A recent natural cosmetics recall raises issues about what to look for in our "natural" cosmetics, why edible ingredients aren't always ideal skin savers, and the greatest opportunities in the natural personal care industry. Pure, recognizeable ingredients may be the foundation of natural cosmetics. But those less glamorous elements—advancements in natural preservatives, surfactants and more—are the future.
Cocoa, oats, yogurt, fruit, sugar. Manufacturers have used these foods as a way to market themselves as natural. (New York-based Dairyface just launched a dairy-based skin care line that must be refrigerated to maintain freshness … hmmmm.) Many of these ingredients do have skin-saving properties like moisturizing or exfoliating. However, trusting only ingredients with recognizable names (those that, admittedly, I advise consumers to look for on labels) can be an overly simplistic way to evaluate natural cosmetics.
Beyond simple ingredients
Some companies utilizing "edible" or plant-based ingredients may also use synthetics (get the lowdown on some of the worst); others still struggle to find the most functional natural alternatives to preserve their products or eliminate bacteria. And in order for a high-quality, performance-driven product (this relates more to antiaging, acne, hair, and nail products than facial masks and body moisturizers) to live up to expectations, it needs science-backed bioactives, functional surfactants, preservatives, etc. And certain edible ingredients, particularly if they're not preserved properly, might not always be safe as skin care—or the right choice for your skin.
This issue came up at a past Natural Products Expo session on organic personal care when Farah Ahmed, vice president and associate general counsel for the Personal Care Products Council, discussed the reasons why edible ingredients aren’t necessarily suitable for topical use, from their reactions to specific skin types to the potential for them to harbor bacteria that can cause infection. (Cosmetic bacterial content will be the focus of the FDA’s upcoming public meeting on cosmetic microbiological safety issues.) For me, this issue was brought to light after a recent natural makeup recall.
What follows is an emotional rollercoaster, one that could only result from tumult between a woman and her cosmetics.
Natural cosmetics recall raises issues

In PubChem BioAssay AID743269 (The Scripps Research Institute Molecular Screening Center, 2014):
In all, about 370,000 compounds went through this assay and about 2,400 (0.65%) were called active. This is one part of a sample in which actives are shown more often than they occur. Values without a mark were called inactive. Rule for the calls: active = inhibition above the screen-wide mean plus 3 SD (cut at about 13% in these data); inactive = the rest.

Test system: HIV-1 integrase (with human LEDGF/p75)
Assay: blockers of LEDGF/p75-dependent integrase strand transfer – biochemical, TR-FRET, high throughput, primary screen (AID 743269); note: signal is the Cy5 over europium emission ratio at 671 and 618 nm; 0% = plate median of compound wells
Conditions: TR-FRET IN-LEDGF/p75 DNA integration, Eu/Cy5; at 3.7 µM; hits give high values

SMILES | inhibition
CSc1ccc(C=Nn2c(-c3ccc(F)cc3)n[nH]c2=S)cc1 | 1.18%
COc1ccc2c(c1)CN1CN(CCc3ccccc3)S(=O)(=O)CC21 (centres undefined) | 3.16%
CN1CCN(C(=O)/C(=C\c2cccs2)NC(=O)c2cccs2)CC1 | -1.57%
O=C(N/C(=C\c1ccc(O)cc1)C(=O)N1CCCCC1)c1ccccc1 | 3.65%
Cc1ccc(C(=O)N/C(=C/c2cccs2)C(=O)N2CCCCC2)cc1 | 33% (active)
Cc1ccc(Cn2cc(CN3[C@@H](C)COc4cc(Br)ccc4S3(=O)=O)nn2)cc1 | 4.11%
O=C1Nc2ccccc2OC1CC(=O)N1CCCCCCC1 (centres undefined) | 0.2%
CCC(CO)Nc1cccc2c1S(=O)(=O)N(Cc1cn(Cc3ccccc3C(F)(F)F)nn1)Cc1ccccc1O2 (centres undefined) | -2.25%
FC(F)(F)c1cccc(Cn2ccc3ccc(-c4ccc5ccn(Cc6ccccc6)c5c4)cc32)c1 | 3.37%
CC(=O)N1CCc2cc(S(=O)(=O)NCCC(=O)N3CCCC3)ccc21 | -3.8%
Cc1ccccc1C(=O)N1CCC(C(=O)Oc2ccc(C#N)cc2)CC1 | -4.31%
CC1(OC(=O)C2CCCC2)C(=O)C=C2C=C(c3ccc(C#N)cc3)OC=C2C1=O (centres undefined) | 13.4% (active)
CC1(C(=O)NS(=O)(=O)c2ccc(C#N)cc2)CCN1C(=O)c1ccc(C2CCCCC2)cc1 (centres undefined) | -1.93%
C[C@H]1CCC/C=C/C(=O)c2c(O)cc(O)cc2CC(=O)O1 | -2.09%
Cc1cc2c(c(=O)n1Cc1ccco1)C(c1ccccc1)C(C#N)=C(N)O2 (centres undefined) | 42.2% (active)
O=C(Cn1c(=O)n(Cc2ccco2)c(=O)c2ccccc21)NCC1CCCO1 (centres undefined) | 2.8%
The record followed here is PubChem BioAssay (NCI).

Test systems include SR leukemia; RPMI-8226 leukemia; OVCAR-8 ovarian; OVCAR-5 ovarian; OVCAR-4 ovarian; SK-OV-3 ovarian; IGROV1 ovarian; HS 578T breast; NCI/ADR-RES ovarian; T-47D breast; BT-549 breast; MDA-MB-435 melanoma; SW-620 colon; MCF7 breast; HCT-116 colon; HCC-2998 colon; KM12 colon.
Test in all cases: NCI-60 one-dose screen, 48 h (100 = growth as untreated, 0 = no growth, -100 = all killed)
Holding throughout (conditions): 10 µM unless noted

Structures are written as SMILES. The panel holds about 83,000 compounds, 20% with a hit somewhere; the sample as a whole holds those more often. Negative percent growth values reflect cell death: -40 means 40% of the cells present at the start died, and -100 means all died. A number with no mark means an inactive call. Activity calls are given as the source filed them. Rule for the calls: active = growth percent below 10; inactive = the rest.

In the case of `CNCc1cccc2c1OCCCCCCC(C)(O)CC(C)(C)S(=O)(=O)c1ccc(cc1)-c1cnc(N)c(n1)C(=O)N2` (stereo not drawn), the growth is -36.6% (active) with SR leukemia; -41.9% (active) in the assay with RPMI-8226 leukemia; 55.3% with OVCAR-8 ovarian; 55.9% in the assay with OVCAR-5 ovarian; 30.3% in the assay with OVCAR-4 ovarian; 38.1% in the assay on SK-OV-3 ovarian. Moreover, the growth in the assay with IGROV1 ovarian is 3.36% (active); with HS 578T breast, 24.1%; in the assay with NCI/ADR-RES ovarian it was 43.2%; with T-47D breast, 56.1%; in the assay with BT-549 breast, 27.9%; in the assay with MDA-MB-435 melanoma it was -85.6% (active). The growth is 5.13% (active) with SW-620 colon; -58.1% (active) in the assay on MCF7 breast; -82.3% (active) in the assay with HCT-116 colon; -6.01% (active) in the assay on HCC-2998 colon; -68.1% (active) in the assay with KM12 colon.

Last week, Purity Cosmetics, manufacturer of 100% Pure products, recalled a batch of eye shadow produced in a third-party facility that was contaminated with Pseudomona Luteola, bacteria that can cause inflammations of the skin and even bacteremia, bacteria in the blood.
Nooooooooo! But wait a second.
100% Pure has really impressed me. The innovative company produces an array of products, from caffeine eye creams to plant-pigmented foundations. The products are completely plant-based, nontoxic alternatives not just to chemical-laden cosmetics, but also to mineral makeup that uses common potential irritants. And so, I remain loyal: I applied my 100% Pure tinted moisturizer today.
But this news raises some important issues. I understand that like even the most sustainable food systems, the natural cosmetics industry will have hiccups. In the big picture, an isolated incident like this, more the result of the manufacturing facility than the ingredients, is far less offensive than the potential long-term ill-effects of products with parabens, phthalates, 1,4-dioxane, and the list goes on.
However, such news also is the catalyst for that Aha!-get-off-your-soap-box moment. Nontoxic cosmetics aren't without flaws (luckily, toxins aren't one of them!)—which means we can’t simply put all of our faith in “natural.”
Personal care-ingredient opportunities
Purity (ah hem, no pun intended) of the ingredients used in products has been the foundation of natural cosmetics and has gotten the attention of crossover consumers.
But natural cosmetics also rely on those less glamorous elements—advancements in natural preservatives, surfactants, and more to improve overall efficacy and safety. There’s a lot of room for growth, and this means opportunities, which some companies are taking advantage of. Kemin, for example, is a supplier of proprietary, entirely plant-based formulas that help products work—and last longer. One signature product is Rosamox, a rosemary-derived preservative. Nuveon is another company raising the bar, with various plant-based surfactants.
Cocoa, oats, yogurt, fruit, sugar. It's a good start.